Plastic Vs. Paper Bags As A Metaphor For Environmentalism

plastic bags paper bags

Plastic bags, which are unsightly when they gum up our sewers and hang in our trees, probably aren’t all that bad for the environment, especially in comparison to paper bags, writes Jeffery Ball, in the Wall Street Journal today.

We love the paper versus plastic debate, because is one of those nerdy environmentalist conundrums that serves as a metaphor for environmentalist dilemmas at large.

Making paper bags uses more water and energy and produces more pollution than making plastic bags. However, plastic bags are hard to recycle, don’t breakdown very easily and kill all sorts of wildlife. In their favour though, as anyone with a dog or cat knows, plastic bags are handy for waste.

The best decision, from the Earth’s perspective, is using reusable bags at the grocery store and forgoing plastic or paper. That’s not always convenient. That requires a little forethought, and some sacrifice.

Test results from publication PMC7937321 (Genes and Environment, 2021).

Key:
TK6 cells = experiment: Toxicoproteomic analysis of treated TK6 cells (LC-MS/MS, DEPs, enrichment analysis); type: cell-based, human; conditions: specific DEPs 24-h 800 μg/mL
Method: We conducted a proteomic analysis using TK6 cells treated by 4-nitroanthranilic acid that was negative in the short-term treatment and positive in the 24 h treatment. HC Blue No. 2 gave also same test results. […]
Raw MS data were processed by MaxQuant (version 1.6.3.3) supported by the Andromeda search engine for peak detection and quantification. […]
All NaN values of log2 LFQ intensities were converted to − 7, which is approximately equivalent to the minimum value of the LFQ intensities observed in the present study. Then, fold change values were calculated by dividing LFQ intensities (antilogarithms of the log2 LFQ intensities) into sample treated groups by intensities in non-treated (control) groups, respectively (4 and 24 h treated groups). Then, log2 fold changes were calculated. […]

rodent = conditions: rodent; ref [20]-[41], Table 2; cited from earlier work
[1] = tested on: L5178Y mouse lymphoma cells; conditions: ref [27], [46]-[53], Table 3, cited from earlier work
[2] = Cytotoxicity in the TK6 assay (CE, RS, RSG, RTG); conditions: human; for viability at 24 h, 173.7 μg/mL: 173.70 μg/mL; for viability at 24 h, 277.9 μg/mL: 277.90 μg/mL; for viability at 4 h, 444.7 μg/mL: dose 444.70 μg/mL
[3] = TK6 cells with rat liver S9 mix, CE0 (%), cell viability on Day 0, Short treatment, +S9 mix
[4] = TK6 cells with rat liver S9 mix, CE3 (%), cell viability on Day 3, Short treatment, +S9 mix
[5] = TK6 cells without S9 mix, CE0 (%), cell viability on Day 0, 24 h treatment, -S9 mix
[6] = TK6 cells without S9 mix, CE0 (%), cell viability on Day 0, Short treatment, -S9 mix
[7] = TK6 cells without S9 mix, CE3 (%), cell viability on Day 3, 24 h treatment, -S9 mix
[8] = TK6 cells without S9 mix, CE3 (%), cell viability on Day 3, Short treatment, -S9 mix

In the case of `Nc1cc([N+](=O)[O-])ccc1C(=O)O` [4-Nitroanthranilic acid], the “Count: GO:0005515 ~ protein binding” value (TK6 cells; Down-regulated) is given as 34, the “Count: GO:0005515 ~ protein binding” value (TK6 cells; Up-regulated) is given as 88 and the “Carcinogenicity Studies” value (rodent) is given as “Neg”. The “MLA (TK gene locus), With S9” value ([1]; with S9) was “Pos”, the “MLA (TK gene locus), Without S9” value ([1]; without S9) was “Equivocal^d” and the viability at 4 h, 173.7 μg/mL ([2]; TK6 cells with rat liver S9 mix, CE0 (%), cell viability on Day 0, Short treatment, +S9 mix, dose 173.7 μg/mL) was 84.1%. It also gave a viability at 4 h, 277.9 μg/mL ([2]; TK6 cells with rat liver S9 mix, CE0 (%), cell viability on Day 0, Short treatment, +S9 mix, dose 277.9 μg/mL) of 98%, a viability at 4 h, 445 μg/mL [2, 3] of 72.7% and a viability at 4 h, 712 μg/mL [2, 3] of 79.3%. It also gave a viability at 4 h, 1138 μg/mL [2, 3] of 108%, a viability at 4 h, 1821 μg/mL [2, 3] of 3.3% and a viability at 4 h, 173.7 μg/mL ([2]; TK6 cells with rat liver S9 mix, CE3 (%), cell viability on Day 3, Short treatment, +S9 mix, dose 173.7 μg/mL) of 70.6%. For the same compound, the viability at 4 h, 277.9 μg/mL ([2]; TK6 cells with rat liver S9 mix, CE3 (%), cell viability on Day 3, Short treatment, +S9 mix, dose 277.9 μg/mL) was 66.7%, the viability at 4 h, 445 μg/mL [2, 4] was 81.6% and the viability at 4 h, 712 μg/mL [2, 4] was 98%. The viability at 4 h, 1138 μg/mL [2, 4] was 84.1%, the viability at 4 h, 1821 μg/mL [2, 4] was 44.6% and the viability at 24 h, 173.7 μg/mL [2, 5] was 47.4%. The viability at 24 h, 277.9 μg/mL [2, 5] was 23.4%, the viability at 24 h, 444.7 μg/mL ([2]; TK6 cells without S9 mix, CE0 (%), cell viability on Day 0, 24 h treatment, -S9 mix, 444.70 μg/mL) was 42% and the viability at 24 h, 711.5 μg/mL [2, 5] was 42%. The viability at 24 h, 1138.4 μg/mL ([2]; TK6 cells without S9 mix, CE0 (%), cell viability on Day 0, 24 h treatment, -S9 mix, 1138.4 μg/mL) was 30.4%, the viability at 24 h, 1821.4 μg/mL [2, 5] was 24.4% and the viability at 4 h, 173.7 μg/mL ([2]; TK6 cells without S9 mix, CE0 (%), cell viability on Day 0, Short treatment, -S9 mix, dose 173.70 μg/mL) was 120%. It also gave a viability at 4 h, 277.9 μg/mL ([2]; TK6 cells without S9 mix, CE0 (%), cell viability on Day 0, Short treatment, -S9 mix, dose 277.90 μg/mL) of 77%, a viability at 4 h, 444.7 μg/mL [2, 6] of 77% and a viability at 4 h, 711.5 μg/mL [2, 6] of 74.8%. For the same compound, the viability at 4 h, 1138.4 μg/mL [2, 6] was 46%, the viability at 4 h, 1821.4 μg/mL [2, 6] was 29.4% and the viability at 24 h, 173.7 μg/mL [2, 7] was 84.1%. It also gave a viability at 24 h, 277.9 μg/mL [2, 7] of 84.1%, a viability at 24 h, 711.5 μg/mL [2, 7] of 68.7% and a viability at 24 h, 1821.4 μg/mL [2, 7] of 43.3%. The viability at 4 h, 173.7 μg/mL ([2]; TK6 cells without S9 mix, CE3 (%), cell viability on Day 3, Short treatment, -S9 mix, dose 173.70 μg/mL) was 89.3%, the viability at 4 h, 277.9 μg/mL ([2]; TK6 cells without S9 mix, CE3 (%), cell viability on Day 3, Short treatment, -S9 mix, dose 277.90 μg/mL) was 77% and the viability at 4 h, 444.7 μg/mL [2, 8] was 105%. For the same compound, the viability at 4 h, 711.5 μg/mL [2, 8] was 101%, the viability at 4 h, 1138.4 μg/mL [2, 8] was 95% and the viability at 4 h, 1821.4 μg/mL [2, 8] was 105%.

The same ideas underpinning the plastic v. paper debate holds for any environmental debate.

For instance, solar panels are better than coal, but we often have to put them in deserts and other undeveloped areas. That ruins natural habitats. What’s more important? Habitats or reducing CO2. There’s also a chance that they’ll end up as toxic waste in the long run.

Just like we could all use canvas bags, which is better than paper or plastic, we could just live off the grid rather than worry about solar versus coal. But guess what? Some sacrafices are too big to make.

So, we’ve got to find the lesser of two evils, and mix it up. In this case, take a plastic bag from the grocery store occasionally so that you have some for cat poop. But, if the grocer says he wants to triple bag your cereal box, politely decline. Likewise in the coal versus renewables debate. Be efficient with your energy use. Turn off the light every now and again. You’ll need less energy, which means less CO2.

The best part about these solutions from an environmentalist perspective: You still get to be smug about helping the Earth, and yet your don’t have to do too much work.

NOW WATCH: Briefing videos

Business Insider Emails & Alerts

Site highlights each day to your inbox.

Follow Business Insider Australia on Facebook, Twitter, LinkedIn, and Instagram.